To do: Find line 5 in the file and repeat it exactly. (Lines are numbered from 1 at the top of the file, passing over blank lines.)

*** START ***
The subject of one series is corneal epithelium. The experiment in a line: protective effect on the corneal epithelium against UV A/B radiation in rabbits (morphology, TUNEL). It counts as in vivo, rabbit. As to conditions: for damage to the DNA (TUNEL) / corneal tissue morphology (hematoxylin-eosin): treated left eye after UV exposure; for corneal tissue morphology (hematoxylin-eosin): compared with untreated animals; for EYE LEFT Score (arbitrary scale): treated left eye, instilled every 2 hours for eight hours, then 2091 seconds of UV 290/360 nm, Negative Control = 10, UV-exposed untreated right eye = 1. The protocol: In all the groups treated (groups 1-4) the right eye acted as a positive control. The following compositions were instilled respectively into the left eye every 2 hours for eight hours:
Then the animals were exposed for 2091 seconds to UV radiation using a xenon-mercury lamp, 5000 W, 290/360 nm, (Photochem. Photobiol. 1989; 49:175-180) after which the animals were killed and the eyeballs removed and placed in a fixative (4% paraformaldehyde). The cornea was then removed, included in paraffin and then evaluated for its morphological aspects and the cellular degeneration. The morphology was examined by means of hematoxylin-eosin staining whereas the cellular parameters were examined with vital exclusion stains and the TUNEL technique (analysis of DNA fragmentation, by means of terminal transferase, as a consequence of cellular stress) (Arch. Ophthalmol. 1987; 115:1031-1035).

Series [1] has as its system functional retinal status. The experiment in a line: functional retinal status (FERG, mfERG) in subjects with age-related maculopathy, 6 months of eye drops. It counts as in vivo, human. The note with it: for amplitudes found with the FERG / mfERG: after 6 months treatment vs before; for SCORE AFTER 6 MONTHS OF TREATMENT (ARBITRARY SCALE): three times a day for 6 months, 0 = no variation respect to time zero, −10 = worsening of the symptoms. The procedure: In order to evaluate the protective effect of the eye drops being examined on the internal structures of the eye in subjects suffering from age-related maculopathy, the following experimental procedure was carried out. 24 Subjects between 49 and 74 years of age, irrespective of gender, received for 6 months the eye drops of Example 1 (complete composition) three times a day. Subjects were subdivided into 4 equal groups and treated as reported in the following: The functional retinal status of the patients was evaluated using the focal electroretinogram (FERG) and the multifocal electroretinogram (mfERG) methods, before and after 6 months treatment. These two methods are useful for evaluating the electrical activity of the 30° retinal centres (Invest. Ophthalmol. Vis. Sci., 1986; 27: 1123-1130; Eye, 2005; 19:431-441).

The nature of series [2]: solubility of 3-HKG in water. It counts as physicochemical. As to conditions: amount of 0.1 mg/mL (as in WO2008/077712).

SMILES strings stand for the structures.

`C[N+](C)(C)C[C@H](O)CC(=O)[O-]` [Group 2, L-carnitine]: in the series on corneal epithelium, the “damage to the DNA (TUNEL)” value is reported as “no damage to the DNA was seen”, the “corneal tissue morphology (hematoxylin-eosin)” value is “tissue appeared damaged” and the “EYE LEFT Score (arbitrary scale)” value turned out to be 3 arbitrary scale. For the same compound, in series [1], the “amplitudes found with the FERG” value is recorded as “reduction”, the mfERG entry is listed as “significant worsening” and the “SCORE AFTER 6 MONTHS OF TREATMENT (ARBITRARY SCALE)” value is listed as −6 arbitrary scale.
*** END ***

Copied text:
SMILES strings stand for the structures.